This was a storm that I will never forgot and the islands will never forgot It was said to be the most powerful storm to have hit the islands in a generation. It was a storm that brought tragedy to the islands with the loss of a family of five in the Uists which is still being felt to this day.
A little background from my point of view to start. I came to this island in 2004. This storm changed my interest in the weather massively. I have always being into the weather since I was tiny we are talking 3 or 4 years old in first year of school and we had a weather calendar and that is where my fascination started and it always bubbled under with various weather events during my childhood. But in 2005 this storm and the continued growth of the internet help to cultivate my increasingly growing fascination and interest with the weather. This resulted me in finding weather forums which eventually led onto me storm chasing and then on to creating Western Isles weather.
Now this storm happened 13 years ago and a lot has changed in the weather world since that date. Computer models that help to forecast the weather has vastly improved. The weather warning system from the Met Office had also changed a lot. In 2018 we now name winter storms and the warnings are now tailored towards impact based warnings.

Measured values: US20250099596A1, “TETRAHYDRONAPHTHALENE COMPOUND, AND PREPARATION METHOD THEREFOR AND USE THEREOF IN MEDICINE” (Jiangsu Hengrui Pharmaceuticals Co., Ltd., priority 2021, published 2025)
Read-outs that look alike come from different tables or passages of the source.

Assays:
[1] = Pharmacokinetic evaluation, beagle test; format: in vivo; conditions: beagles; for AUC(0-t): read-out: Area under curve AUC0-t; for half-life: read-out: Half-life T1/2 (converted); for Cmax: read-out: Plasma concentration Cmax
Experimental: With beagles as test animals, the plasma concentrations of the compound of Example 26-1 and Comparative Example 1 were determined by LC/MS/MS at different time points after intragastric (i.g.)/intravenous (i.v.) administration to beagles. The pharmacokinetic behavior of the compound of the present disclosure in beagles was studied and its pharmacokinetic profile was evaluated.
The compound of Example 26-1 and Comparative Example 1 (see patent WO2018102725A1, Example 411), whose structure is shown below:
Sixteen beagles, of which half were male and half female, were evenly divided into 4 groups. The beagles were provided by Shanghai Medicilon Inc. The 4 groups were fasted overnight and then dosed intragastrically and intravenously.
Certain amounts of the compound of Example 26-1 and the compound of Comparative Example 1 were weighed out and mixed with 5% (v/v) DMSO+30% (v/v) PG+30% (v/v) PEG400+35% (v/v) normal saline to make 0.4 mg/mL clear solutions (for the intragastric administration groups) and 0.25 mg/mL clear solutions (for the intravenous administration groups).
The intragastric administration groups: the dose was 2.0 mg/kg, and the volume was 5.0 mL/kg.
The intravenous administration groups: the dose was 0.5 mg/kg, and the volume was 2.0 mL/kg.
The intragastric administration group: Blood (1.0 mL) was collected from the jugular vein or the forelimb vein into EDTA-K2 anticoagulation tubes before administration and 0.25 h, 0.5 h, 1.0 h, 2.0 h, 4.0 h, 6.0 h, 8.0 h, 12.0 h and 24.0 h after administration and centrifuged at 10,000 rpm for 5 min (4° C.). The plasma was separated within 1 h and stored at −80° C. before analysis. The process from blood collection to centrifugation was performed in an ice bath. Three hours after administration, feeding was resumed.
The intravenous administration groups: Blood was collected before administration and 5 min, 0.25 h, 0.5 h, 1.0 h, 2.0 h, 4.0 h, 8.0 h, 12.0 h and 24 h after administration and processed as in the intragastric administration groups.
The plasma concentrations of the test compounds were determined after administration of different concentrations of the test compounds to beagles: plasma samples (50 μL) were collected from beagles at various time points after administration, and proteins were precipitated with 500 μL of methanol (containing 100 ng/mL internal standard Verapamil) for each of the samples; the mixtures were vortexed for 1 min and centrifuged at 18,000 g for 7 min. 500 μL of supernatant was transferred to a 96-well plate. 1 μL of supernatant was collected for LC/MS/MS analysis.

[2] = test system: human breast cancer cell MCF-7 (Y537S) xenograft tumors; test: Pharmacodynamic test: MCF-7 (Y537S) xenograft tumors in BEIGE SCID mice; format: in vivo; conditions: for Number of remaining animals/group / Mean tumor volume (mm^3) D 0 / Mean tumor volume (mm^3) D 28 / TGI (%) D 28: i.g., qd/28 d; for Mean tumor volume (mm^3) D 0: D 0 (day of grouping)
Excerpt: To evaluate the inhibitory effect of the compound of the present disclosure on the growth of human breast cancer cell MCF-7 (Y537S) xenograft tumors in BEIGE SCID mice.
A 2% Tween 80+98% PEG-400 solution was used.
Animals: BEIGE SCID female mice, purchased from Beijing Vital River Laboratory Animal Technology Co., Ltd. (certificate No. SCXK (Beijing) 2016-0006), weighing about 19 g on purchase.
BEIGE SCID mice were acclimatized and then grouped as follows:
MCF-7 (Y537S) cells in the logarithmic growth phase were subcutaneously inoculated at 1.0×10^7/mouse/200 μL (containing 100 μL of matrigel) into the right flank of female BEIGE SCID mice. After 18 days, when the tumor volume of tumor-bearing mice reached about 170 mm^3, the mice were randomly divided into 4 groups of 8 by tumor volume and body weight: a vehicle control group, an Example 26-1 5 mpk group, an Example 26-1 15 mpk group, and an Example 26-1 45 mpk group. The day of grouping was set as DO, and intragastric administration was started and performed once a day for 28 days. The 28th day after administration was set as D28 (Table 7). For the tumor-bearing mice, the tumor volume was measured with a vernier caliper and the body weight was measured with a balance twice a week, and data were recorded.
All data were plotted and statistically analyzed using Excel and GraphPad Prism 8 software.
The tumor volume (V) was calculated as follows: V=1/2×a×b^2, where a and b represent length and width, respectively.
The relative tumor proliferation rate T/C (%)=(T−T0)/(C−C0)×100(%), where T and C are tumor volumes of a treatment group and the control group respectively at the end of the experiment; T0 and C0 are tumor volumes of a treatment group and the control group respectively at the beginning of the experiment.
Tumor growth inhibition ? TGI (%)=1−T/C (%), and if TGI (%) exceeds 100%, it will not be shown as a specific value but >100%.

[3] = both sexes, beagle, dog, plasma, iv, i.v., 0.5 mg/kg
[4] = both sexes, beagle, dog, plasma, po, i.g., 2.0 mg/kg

On the 10th of January at 9pm the computer model the GFS (Global Forecasting System) was predicting winds of 85 mph with gusts reaching 105 mph for the Western Isles. This was due to the forecast bomb of the central pressure of the storm which was expected to go through explosive cyclogenesis. This is a rapid deepening of the area of low pressure.
The morning of the 11th of January arrived and I was in College at the time and I recall the morning being blue skies and sunshine. This is sometimes known as the calm before the storm.I remember classes where cut short and we sent home in the late morning to prepare for the incoming storm. The island went into lockdown. Nothing unusual for the Western Isles in winter. The winter of 2004/5 was an extremely stormy winter but I was little prepared for what was about to come.
At 9 am the situation become worse with reports coming in from Western Ireland who were the first area to feel the wrath of the storm. The low now had a central pressure of 8 mb lower than originally forecast and it was expected to move closer to both Ireland and Scotland then originally anticipated. A ship report to the West of Ireland reported 75 mph sustained wind and gusts of 90 mph. Another report of 94 mph being recorded at Belmullet was also higher than forecast.
I have mentioned it before and it’s very much worth stating again I will never forgot this storm for as long as I live. One of the buoys out to the West of Scotland reported a 16 mb drop in pressure down to 940 mb. This was now the lowest the pressure the storm dropped to and as it passed over the Western Scotland pressure hoovered between 940mb and 946mb.